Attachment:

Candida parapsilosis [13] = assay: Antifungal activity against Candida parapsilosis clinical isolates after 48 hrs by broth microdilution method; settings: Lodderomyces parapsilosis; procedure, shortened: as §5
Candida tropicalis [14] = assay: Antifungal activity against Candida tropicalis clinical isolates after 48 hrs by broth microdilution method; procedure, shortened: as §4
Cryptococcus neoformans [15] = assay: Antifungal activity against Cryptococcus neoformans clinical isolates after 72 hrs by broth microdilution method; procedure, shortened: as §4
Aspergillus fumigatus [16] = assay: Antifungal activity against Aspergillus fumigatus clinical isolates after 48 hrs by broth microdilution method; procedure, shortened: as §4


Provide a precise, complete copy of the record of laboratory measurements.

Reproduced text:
Candida parapsilosis [13] = assay: Antifungal activity against Candida parapsilosis clinical isolates after 48 hrs by broth microdilution method; settings: Lodderomyces parapsilosis; procedure, shortened: as §5
Candida tropicalis [14] = assay: Antifungal activity against Candida tropicalis clinical isolates after 48 hrs by broth microdilution method; procedure, shortened: as §4
Cryptococcus neoformans [15] = assay: Antifungal activity against Cryptococcus neoformans clinical isolates after 72 hrs by broth microdilution method; procedure, shortened: as §4
Aspergillus fumigatus [16] = assay: Antifungal activity against Aspergillus fumigatus clinical isolates after 48 hrs by broth microdilution method; procedure, shortened: as §4